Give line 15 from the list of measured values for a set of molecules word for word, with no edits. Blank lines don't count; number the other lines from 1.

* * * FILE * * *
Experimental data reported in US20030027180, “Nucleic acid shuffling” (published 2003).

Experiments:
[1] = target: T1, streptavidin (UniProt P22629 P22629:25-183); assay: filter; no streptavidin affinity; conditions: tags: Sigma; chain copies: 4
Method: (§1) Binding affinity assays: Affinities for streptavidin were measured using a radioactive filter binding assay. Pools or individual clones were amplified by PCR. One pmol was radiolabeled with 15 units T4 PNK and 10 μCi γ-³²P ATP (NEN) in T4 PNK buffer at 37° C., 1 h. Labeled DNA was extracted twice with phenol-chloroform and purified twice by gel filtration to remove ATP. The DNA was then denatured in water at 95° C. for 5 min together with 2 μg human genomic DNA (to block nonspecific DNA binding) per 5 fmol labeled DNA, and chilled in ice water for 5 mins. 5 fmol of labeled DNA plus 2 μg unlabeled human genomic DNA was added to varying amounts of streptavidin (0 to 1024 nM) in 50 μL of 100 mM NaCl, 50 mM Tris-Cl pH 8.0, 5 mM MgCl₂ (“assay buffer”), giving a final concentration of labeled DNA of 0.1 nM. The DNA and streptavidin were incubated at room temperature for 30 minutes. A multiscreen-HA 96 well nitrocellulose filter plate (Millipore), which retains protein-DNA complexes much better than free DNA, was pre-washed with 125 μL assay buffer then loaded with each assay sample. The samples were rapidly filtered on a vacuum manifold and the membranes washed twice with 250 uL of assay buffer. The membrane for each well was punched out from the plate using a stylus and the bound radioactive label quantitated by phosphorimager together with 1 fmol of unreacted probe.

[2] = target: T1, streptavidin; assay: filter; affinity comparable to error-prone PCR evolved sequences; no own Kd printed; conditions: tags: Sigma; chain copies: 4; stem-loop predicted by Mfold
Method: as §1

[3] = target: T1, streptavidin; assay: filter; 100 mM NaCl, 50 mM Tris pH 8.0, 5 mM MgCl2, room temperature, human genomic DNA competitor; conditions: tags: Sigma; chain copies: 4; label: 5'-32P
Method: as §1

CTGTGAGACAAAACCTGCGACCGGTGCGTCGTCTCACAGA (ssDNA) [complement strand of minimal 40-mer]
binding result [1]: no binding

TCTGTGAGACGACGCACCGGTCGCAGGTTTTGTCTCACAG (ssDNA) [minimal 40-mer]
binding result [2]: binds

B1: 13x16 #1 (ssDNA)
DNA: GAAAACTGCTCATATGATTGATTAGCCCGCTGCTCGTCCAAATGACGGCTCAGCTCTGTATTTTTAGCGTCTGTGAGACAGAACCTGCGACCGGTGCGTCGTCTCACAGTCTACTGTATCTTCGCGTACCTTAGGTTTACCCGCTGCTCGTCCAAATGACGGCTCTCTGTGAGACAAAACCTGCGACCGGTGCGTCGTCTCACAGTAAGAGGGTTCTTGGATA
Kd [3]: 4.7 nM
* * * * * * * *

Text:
Kd [3]: 4.7 nM